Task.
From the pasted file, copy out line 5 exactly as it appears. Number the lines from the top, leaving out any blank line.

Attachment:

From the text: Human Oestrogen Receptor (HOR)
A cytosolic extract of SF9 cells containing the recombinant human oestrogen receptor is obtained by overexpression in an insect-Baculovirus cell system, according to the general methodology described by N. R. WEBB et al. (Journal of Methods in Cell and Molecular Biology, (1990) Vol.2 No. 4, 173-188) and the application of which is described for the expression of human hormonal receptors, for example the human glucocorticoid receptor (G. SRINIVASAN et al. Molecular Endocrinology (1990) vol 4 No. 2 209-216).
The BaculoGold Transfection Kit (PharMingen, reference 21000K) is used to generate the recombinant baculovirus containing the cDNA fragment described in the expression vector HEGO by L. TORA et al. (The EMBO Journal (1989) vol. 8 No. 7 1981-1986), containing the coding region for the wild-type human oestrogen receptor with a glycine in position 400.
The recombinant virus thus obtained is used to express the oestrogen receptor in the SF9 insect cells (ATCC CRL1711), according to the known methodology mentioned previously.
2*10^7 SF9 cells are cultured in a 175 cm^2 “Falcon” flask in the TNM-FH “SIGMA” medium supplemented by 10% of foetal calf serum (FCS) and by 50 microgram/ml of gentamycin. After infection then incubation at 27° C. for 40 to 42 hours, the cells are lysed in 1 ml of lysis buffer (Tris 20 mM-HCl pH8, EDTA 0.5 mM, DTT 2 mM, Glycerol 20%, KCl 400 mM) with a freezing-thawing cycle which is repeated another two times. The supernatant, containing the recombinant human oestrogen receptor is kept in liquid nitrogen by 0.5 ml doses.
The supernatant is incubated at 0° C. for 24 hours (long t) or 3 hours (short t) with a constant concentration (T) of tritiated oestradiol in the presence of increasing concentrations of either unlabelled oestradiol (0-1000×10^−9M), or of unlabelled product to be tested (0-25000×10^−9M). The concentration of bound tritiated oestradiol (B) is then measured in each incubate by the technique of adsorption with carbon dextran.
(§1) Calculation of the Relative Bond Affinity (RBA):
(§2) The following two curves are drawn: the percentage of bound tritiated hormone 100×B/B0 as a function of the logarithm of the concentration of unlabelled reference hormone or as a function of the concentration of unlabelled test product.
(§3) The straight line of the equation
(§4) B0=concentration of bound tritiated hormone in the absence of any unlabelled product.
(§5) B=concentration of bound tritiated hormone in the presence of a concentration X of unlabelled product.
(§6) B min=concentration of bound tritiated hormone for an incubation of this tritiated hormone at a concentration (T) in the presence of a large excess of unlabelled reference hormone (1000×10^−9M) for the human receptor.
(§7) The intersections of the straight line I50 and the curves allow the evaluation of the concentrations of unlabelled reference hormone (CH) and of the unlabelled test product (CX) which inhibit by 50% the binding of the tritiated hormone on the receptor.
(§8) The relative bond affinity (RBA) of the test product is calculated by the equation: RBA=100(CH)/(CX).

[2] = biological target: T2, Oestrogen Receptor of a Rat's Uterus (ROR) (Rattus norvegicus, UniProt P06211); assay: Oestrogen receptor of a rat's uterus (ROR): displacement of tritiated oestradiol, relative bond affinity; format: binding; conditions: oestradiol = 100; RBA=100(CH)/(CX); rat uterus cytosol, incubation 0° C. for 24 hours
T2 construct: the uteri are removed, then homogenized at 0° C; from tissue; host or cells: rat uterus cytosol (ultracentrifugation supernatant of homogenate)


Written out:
2*10^7 SF9 cells are cultured in a 175 cm^2 “Falcon” flask in the TNM-FH “SIGMA” medium supplemented by 10% of foetal calf serum (FCS) and by 50 microgram/ml of gentamycin. After infection then incubation at 27° C. for 40 to 42 hours, the cells are lysed in 1 ml of lysis buffer (Tris 20 mM-HCl pH8, EDTA 0.5 mM, DTT 2 mM, Glycerol 20%, KCl 400 mM) with a freezing-thawing cycle which is repeated another two times. The supernatant, containing the recombinant human oestrogen receptor is kept in liquid nitrogen by 0.5 ml doses.